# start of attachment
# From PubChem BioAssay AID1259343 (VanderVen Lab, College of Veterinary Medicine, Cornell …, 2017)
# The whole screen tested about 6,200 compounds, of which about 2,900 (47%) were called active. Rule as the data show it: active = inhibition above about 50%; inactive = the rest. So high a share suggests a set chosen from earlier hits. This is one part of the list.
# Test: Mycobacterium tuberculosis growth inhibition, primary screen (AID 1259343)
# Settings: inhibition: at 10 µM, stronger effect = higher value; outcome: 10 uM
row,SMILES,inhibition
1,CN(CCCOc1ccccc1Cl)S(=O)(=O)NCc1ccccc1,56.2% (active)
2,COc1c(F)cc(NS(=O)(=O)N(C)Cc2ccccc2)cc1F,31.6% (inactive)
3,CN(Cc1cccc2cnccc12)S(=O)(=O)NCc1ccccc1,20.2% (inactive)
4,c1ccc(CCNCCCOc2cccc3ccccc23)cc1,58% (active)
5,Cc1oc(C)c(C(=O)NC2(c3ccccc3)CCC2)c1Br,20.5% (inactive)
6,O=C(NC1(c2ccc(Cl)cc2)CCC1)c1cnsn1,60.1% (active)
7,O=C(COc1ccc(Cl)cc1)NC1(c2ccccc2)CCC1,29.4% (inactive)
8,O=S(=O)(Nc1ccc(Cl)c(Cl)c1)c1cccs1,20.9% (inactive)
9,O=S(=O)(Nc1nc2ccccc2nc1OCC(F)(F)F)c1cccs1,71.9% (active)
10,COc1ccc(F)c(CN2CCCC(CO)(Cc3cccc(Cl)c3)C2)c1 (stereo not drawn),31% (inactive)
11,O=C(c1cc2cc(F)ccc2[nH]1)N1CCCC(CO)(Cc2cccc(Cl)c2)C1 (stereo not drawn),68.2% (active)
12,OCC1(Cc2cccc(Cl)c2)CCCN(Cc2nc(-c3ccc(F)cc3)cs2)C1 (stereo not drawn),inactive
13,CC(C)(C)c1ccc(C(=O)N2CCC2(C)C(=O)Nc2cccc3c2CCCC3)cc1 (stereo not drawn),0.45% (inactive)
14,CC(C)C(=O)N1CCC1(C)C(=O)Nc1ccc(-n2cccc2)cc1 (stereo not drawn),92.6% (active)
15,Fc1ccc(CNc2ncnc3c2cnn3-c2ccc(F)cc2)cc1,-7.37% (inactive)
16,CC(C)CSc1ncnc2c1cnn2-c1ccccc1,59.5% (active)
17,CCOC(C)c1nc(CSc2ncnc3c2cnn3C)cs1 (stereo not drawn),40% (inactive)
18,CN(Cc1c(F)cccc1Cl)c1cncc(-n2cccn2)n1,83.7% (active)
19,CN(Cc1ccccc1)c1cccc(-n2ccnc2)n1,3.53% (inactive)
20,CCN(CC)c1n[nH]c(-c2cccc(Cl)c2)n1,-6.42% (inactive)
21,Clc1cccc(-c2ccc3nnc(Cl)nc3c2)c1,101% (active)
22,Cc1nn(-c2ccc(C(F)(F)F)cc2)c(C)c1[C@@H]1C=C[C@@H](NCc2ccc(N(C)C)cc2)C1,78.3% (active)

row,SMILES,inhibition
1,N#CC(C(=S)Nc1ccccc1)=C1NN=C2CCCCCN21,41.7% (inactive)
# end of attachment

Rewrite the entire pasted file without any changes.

# From PubChem BioAssay AID1259343 (VanderVen Lab, College of Veterinary Medicine, Cornell …, 2017)
# The whole screen tested about 6,200 compounds, of which about 2,900 (47%) were called active. Rule as the data show it: active = inhibition above about 50%; inactive = the rest. So high a share suggests a set chosen from earlier hits. This is one part of the list.
# Test: Mycobacterium tuberculosis growth inhibition, primary screen (AID 1259343)
# Settings: inhibition: at 10 µM, stronger effect = higher value; outcome: 10 uM
row,SMILES,inhibition
1,CN(CCCOc1ccccc1Cl)S(=O)(=O)NCc1ccccc1,56.2% (active)
2,COc1c(F)cc(NS(=O)(=O)N(C)Cc2ccccc2)cc1F,31.6% (inactive)
3,CN(Cc1cccc2cnccc12)S(=O)(=O)NCc1ccccc1,20.2% (inactive)
4,c1ccc(CCNCCCOc2cccc3ccccc23)cc1,58% (active)
5,Cc1oc(C)c(C(=O)NC2(c3ccccc3)CCC2)c1Br,20.5% (inactive)
6,O=C(NC1(c2ccc(Cl)cc2)CCC1)c1cnsn1,60.1% (active)
7,O=C(COc1ccc(Cl)cc1)NC1(c2ccccc2)CCC1,29.4% (inactive)
8,O=S(=O)(Nc1ccc(Cl)c(Cl)c1)c1cccs1,20.9% (inactive)
9,O=S(=O)(Nc1nc2ccccc2nc1OCC(F)(F)F)c1cccs1,71.9% (active)
10,COc1ccc(F)c(CN2CCCC(CO)(Cc3cccc(Cl)c3)C2)c1 (stereo not drawn),31% (inactive)
11,O=C(c1cc2cc(F)ccc2[nH]1)N1CCCC(CO)(Cc2cccc(Cl)c2)C1 (stereo not drawn),68.2% (active)
12,OCC1(Cc2cccc(Cl)c2)CCCN(Cc2nc(-c3ccc(F)cc3)cs2)C1 (stereo not drawn),inactive
13,CC(C)(C)c1ccc(C(=O)N2CCC2(C)C(=O)Nc2cccc3c2CCCC3)cc1 (stereo not drawn),0.45% (inactive)
14,CC(C)C(=O)N1CCC1(C)C(=O)Nc1ccc(-n2cccc2)cc1 (stereo not drawn),92.6% (active)
15,Fc1ccc(CNc2ncnc3c2cnn3-c2ccc(F)cc2)cc1,-7.37% (inactive)
16,CC(C)CSc1ncnc2c1cnn2-c1ccccc1,59.5% (active)
17,CCOC(C)c1nc(CSc2ncnc3c2cnn3C)cs1 (stereo not drawn),40% (inactive)
18,CN(Cc1c(F)cccc1Cl)c1cncc(-n2cccn2)n1,83.7% (active)
19,CN(Cc1ccccc1)c1cccc(-n2ccnc2)n1,3.53% (inactive)
20,CCN(CC)c1n[nH]c(-c2cccc(Cl)c2)n1,-6.42% (inactive)
21,Clc1cccc(-c2ccc3nnc(Cl)nc3c2)c1,101% (active)
22,Cc1nn(-c2ccc(C(F)(F)F)cc2)c(C)c1[C@@H]1C=C[C@@H](NCc2ccc(N(C)C)cc2)C1,78.3% (active)

row,SMILES,inhibition
1,N#CC(C(=S)Nc1ccccc1)=C1NN=C2CCCCCN21,41.7% (inactive)